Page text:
15 Garcia trail Target birds Royal Sunangel, Cinnamon-breasted Tody-tyrant, Bar-winged Wood-wren, Red-ruffed Fruitcrow Location info The Garcia trail is easily found, as there is some small wooden fence in front of it (S , W , 1954m). There is also a low ridge with poor soil and low vegetation just left of the trail as you are standing in front, and it is there we saw Royal Sunangel. Gooddie mentions another ridge (the Sunangel ridge), that one is 2-3 kms higher up the pass (there we also saw Sunangel). Our tactics/experiences We arrived at dawn and the first birds we saw were three Slaty Finches. We climbed over the fence, and started walking down the trail. The first part goes down a little steep, and there is an obvious switchback with a lot of bamboo. Despite taping for Ochre-fronted Antpitta and Cinnamon-breasted Tody-Tyrant, none of them showed up. A little lower down, we found some Antshrikes and a Hooded Tinamou walked in front of us on the trail. You soon reach a clearing where there is a lot of big bamboo. Here we heard and saw Barwinged Wood-wren, in the middle of the clearing along the trail. The part after the clearing did not deliver interesting birds. We walked up and down the first part of the trail twice. The second time we found at least 5 new species not seen the first time, and I would not be surprised if walking the trail twice on two different days would give a good chance seeing some more good birds. About the target birds The Sunangel was found very rapidly, Ochre-fronted Antpitta was taped for but not a sigh/whistle, Cinnamonbreasted Tody-tyrant ditto. Bar-winged Wood-wren was only seen at the clearing, but not further searched for after seeing the bird. Others claim it to be easier to see from the road, and on the ridge trail where it should be the commoner Wood-wren. We saw a lot of Sickle-winged Guans walking up the road towards the pass after birding the trail. On the trail itself, an Andean Guan gave very good views. We did not see Red-ruffed Fruitcrow but it is rather unpredictable and much easier around Otun Quimbaya, Colombia. Moyobamba Target birds Too many! Fiery-capped Manakin, Rufous-crested Coquette, Lanceolated Monklet, Ash-throated Antwren, Speckle-chested Piculet, Golden-collared Toucanet, the undescribed gray-tailed Hauxwell s-type Thrush, Yellow-crested Tanager, Fiery-throated Fruiteater, Scarlet-breasted Fruiteater, Andean Laniisoma, Graytailed Piha, Black-and-white Tody-Tyrant, Rufous-capped Nunlet, Yellow-breasted and Foothill Antwren, Sharp-tailed Streamcreeper, Buff-winged Sicklebill, Mishana Tyrannulet, Short-tailed Pygmy Tyrant, Cinereous-breasted Spinetail, Dusky Spinetail, Rufescent Screech-owl, Cerulean Warbler... Location info The foothill forest 5 kms south of Moyobamba offers some very rewarding birding. The fact that it is easily reached, protected by a nature-loving family and has splendid accomodation should draw in a lot more birders in the near future. The birding trails and sleeping facilities are all conveniently located 4 kms south of Moyobamba. Ask for the Baños de San Mateo. A mototaxi will cost around 5S. Just next to the baños, there is the entrance of hospedaje Rumipata. This place has good food and comfortable, spacy bungalows. From here, at least three bird-rich trails are worth exploring: the orquideas trail, the coffee trail and the trail just in front of the wooden gate at the main wooden building of Rumipata. The Orquideas trail is property of the Altamirano family. They protect it, have hummer feeders along the trail and ask a humble 5S for birding the trail. For that money, you have access to the Orquideario too, where there are about of those marvelous flowers in semi-natural circumstances growing.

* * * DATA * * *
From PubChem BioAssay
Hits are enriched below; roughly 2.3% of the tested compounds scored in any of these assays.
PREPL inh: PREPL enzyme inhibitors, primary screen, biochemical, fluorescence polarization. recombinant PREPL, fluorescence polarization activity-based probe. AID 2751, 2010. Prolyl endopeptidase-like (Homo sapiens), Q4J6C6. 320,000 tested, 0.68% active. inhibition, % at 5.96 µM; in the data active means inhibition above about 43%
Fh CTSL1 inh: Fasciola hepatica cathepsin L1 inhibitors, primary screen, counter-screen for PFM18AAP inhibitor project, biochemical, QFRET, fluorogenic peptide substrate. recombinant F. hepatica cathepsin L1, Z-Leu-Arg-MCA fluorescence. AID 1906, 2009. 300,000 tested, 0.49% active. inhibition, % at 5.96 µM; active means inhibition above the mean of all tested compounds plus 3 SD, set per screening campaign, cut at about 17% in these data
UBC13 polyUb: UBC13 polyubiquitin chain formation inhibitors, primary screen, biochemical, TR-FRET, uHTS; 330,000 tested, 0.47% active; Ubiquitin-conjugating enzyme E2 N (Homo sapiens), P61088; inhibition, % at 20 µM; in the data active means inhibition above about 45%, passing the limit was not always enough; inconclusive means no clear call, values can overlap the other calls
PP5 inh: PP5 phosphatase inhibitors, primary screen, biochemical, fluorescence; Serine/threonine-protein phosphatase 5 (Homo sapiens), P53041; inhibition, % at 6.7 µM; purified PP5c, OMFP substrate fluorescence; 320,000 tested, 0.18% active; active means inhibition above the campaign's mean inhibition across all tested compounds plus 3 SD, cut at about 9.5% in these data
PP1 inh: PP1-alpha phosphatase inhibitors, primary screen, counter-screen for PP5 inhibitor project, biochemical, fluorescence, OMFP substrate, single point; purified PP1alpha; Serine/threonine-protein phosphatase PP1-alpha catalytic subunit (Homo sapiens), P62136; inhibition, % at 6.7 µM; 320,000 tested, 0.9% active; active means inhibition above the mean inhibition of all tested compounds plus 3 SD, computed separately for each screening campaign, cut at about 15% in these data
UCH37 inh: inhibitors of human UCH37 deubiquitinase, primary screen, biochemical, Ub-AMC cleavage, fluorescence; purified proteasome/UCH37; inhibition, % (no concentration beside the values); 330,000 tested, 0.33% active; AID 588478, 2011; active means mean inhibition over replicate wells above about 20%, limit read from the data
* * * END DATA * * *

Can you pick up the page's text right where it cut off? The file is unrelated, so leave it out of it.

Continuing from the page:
16 Our tactics/experiences We birded the Orquideas trail one morning and one short afternoon, the Coffee trail a full day and the trail in front of the wooden gate for one morning. We (unfortunately) did not bird the zig-zag trail. As most birds were very silent except for the (very) early morning, we also spent some time birding the lodge grounds of Rumipata. We missed a lot of target birds, but we did see goodies like Green Manakin, Fiery-throated Fruiteater, Whitethroated Spadebill, Mishana Tyrannulet, White-bellied Pygmy-tyrant, Blue-crowned Trogon, Short-tailed Pygmy-tyrant, White-browed and Spot-winged Antbird, Yellow-breasted Antwren, Rufous-fronted Todyflycatcher, Olive-sided Flycatcher, Chestnut-crowned Becard, Hauxwell's Thrush, Scaly-breasted Wren, Black-bellied Tanager (common), Troupial. It was only the very last (of 3) days that we met José Altamirano. We knew he was guiding in Abra Patricia, so we assumed he knew something about the birds in Moyobamba and his Orquideario trail. And so it was. He explained about the Zig-zag trail, that there is a good possibility to see Gray-tailed Piha and Scarletbreasted Fruiteater over there, and twice or trice he has seen Andean Laniisoma along the same trail. He also said that Rufescent Screech-owl is almost guaranteed in the main quebrada (we searched for it in vain at the Orquideario one evening). He also showed one of two territories of Mishana Tyrannulet at the first coffee plantation just before the 1st quebrada. There was also a Short-tailed Pygmy-tyrant there. Some (or most) of the other target birds mentioned above were seen by Andrew Spencer (check his report). In Hindsight, I would recommend doing the zig-zag trail at least one full morning, focus on that one and the Orquideario trail, skip the trail opposite of the wooden gate, and do the Coffee trail only once (and ask José to guide you!). About the target birds Too little were seen. Nothing was calling and sometimes the forest was very silent. A better preparation and constant taping would probably result in attracting more target birds, and other groups had significantly more succes with the assistance of José, who really knows his birds and calls.